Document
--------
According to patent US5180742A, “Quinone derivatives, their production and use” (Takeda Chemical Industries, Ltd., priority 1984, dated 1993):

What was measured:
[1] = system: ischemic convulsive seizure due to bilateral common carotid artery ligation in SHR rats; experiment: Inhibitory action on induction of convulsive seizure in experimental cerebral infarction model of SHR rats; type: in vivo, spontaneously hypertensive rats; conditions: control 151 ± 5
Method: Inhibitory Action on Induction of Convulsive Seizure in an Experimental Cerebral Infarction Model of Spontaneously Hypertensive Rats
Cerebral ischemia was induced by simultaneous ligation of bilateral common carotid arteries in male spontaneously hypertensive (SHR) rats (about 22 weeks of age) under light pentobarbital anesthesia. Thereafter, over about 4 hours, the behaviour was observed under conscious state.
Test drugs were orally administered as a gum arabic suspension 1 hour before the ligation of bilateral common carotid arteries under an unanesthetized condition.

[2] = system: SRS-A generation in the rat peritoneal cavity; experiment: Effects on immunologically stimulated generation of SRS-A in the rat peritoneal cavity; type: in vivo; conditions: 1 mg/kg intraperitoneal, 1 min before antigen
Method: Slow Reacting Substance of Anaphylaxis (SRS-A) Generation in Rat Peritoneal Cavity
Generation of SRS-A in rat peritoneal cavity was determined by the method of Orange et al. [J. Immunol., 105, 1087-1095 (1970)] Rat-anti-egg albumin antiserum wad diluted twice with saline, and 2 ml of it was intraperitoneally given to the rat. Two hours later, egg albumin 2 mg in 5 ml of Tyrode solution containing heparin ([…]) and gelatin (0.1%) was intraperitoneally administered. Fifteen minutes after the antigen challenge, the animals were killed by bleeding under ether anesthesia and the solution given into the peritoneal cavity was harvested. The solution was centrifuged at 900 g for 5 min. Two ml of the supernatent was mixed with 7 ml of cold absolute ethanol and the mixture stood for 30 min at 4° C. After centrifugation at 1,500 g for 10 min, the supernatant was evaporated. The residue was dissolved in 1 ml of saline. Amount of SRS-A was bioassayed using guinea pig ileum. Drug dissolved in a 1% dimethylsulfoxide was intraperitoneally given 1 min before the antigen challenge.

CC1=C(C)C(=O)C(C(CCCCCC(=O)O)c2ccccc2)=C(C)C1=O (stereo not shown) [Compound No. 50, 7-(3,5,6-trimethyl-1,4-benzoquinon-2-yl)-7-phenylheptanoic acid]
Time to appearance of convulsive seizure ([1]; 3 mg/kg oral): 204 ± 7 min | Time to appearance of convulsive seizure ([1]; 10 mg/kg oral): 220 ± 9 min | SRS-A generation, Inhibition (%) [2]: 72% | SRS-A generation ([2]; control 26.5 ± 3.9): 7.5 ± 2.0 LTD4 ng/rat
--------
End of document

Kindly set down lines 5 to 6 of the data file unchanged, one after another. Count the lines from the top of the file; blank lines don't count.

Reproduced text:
Cerebral ischemia was induced by simultaneous ligation of bilateral common carotid arteries in male spontaneously hypertensive (SHR) rats (about 22 weeks of age) under light pentobarbital anesthesia. Thereafter, over about 4 hours, the behaviour was observed under conscious state.
Test drugs were orally administered as a gum arabic suspension 1 hour before the ligation of bilateral common carotid arteries under an unanesthetized condition.